This man will be patient and good-natured and totally accepting of me. That man will appreciate that I hold the door for people, that I whistle a lot, that I turn pennies to heads so that someone will pick them up, and believe hope lives and good things are on the way. He will absolutely drop whatever he’s doing to sing and/or dance with me in the middle of the grocery store just like Mom still does.
“Yeah, I’ll wish for him,” I tell myself, picking up the pace. About ten feet from the trestle the caboose thundered by, leaving only sky behind; my wish hung in the pale blue July sky.
Frozen to the concrete, I laughed until the disappointment bent my face into a frown. For a moment, I considered the destiny of unbound wishes. It’s okay, I decided; I’m sure he heard me, wherever he is. I picked up my pace and continued to the park.
Hello/good-bye Mr. Calibash, wherever you are.

[Lyrics from Bruce Springsteen “I’m on Fire,” Born in the USA, Columbia Records, 1985.]

***

Saturday Soul Singer by Brian Fanelli

Her face pains against the mic,

pulled back as she releases, wails

a long note, backed by trumpet,

bursts of sax, steady bass.
 

After she holds the note, finishes,

her lips curve into a smile.

She tugs at her blue velvet dress,

steps off stage in stilettos,

away from white lights that shined on her fine black skin.
 

White men in iron-pressed khakis

puff their cigars, smile

next to clapping wives who’ve never heard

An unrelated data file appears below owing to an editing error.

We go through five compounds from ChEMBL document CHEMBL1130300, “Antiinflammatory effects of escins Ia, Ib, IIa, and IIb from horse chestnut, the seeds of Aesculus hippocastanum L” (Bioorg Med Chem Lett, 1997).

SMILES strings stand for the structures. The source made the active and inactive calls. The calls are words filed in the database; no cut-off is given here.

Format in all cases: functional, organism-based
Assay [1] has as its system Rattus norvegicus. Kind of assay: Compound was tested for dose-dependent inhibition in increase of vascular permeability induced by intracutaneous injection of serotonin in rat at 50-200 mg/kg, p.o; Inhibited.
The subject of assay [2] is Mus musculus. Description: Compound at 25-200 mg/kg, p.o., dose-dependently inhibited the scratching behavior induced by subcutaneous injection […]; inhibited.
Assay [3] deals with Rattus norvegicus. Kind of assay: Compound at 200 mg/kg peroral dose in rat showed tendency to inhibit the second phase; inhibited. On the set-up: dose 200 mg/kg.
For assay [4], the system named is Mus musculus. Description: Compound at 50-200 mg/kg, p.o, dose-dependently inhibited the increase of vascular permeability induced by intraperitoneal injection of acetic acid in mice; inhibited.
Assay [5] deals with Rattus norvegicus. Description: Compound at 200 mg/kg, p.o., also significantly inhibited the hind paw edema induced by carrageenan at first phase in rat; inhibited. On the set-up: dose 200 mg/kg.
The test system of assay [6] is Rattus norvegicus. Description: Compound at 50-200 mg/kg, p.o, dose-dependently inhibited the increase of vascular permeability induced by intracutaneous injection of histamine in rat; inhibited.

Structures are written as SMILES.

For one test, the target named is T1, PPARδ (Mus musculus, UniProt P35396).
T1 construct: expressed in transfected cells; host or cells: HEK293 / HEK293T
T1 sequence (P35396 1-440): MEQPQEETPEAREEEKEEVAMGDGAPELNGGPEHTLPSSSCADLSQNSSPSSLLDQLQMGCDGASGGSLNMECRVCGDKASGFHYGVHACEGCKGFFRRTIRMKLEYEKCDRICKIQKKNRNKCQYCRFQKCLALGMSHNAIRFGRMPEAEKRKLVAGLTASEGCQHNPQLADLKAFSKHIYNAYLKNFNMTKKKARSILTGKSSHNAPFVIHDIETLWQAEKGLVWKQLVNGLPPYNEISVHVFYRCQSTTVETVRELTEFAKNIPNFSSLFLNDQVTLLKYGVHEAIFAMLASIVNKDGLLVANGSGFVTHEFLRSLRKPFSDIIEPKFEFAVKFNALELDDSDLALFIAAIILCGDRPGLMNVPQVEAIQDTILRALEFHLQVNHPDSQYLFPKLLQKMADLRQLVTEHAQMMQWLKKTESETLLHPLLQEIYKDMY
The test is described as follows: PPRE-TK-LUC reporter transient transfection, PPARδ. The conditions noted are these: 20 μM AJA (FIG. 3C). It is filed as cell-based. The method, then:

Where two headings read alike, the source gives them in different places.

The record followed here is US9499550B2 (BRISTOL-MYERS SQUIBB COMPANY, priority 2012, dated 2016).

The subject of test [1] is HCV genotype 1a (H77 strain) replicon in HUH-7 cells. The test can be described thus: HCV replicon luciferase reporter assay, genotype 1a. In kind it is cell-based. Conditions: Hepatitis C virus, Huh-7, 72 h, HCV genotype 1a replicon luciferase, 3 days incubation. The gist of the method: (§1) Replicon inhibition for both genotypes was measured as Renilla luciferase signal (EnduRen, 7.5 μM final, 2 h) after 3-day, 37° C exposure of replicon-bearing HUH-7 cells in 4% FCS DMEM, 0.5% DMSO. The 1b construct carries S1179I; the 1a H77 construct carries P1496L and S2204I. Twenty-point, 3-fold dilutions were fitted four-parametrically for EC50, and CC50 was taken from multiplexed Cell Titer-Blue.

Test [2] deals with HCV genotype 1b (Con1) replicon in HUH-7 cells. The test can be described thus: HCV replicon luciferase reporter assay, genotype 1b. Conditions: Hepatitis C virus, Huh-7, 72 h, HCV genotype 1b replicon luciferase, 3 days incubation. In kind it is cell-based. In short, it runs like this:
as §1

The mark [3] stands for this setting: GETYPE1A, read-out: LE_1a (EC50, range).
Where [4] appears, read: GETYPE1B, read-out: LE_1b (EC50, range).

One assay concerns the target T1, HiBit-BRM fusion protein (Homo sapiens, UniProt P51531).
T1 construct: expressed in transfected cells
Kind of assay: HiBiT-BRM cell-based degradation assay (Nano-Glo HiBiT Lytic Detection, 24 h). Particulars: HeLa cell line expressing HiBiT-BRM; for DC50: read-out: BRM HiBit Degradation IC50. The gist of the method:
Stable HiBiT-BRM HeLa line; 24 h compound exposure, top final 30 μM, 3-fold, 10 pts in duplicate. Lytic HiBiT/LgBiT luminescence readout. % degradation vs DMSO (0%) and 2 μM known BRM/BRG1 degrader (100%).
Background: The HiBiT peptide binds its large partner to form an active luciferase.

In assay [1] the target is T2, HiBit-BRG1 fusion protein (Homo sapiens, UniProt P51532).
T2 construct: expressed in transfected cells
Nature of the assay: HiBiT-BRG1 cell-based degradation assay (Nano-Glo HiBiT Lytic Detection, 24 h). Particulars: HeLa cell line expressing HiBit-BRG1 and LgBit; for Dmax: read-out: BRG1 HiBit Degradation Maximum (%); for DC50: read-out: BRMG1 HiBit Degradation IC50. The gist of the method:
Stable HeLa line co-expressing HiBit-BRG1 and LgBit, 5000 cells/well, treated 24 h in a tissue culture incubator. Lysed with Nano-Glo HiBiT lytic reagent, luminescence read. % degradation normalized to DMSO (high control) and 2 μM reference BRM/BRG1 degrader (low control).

Miles moan what it’s like to be blue,

or Billie’s burned voice against sleek piano.

They’ll go home humming a few bars.

***

Alcoholic Orchestra by Frances Kwok

inhale
and
walk into a bar
tap the counter
order the pina colada
finger the glass’s rim
bottoms up
and
ride the eighth into the half
as the leader bangs the stick
and the crowd goes wild
watch the face of every good boy come to life
heavy breaths in between
the groups of sixteens that are thrown at the men
and the ladies in red fade away, screaming
fermata
take the change and grab the keys
note the time, its antiquated tick leaves
an elegant signature in a brazen environment
out the door you go
sit in your car, and
rest
look up and start the solo-ridin’
don’t look back as multiple crashes lead to a
bang
silence for a moment
and
exhale

***

The Night that Pop Died
by Patricia Kinney

I sat on the fake-marble counter, watching my mom get ready to go out. She wore a black denim mini-skirt, and high heels that clicked on the tile floor. She paced back and forth in the kitchen, leaving behind cloying whiffs of Charlie as she waited for my stepfather, Ed, to finish getting dressed for a night of carousing at a local dive bar.